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Piezoelectric Current Events, Piezoelectric News Articles.
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Rutgers scientists perform 'materials magic' to simplify crystal-making for electronics
Materials scientists at Rutgers have devised a novel and easy technique to make thin, crystal-like materials for electronic devices. The technique could supplement today's tedious and exacting method of growing crystals with an additional benefit of producing materials in sizes and shapes not now possible. The scientists report on a method where they coax thousands of microscopic grains of individual crystals to assemble into tightly packed layers. (2005-05-30)

Sound defence
An ear-blasting acoustic gun could be used to hinder terrorists who try to hijack passenger aircraft. The device, being considered by the US Department of Defence, would shoot out a pulse of sound which would cause intense pain in the ear drums and could even disarm hijackers. (2001-11-14)

Acoustic tweezers can position tiny objects
Manipulating tiny objects like single cells or nanosized beads often requires relatively large, unwieldy equipment, but now a system that uses sound as a tiny tweezers can be small enough to place on a chip, according to Penn State engineers. (2009-08-28)

Using physics to print living tissue
3D printers can be used to make a variety of useful objects by building up a shape, layer by layer. Scientists have used this same technique to 'bioprint' living tissues. Bioprinting is a relatively new technology that has advanced mostly by trial and error. Scientists are now using the laws of physics and predictive computer modeling to improve these techniques and optimize the bioprinting process. These new advances are reviewed in Applied Physics Reviews. (2019-06-04)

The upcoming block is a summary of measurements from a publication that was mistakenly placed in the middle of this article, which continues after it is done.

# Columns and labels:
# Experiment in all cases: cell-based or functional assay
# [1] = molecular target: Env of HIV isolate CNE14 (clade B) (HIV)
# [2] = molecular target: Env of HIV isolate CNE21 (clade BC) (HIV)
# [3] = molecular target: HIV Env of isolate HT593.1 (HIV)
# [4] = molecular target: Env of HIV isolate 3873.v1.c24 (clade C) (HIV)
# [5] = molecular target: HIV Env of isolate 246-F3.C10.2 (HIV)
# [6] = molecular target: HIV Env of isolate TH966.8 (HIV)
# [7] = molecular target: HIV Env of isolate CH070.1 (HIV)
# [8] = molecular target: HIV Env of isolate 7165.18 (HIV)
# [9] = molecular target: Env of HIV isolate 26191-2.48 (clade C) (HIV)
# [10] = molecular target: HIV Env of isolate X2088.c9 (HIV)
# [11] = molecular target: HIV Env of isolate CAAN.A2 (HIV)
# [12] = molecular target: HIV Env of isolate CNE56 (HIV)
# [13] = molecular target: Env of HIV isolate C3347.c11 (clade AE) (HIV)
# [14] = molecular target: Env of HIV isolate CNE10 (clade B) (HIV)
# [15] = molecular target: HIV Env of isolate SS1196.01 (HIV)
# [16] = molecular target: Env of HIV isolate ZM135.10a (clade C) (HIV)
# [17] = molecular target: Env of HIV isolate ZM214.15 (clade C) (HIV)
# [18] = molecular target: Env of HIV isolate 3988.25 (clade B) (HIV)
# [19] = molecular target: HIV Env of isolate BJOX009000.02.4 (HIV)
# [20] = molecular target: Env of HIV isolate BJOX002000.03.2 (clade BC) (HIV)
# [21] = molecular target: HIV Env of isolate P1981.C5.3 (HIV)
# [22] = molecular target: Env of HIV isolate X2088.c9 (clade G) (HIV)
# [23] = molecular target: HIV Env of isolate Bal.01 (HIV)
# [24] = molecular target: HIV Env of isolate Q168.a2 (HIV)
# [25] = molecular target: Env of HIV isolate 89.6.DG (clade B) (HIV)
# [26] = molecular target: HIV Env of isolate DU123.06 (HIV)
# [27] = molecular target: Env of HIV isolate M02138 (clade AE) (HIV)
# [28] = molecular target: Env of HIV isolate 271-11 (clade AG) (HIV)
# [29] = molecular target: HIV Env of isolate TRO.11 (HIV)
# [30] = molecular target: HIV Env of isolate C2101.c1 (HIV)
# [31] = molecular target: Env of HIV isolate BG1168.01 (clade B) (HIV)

NIST microanalysis technique makes the most of small nanoparticle samples
Researchers from the National Institute of Standards and Technology and the Food and Drug Administration have demonstrated that they can make sensitive chemical analyses of minute samples of nanoparticles by, essentially, roasting them on top of a quartz crystal. The National Institute of Standards and Technology-developed technique, 'microscale thermogravimetric analysis,' holds promise for studying nanomaterials in biology and the environment, where sample sizes often are quite small and larger-scale analysis won't work. (2014-02-24)

Measuring ultrasound for better treatment of muscle injuries
A new tool developed at the National Physical Laboratory, the UK's National Measurement Institute, could help improve the quality of ultrasound treatment for soft tissue injuries such as muscle strains and ligament damage. (2013-04-03)

Controllable functional ferroelectric domain walls under piezoresponse microscope
Although ferroelectric bulk materials have excellent photoelectric, piezoelectric and dielectric properties, they could hardly meet the increasing need for integrated, micro-sized and wearable devices. As a functional two-dimensional structure, possessing distinctive electric, magnetic, optic and mechanical properties, ferroelectric domain walls have attracted widespread attention in recent years, yet the lack of maneuverability holds off their potential application. Scientists from China and America study the domain wall dynamics statistically and manipulate them successfully. (2020-02-06)

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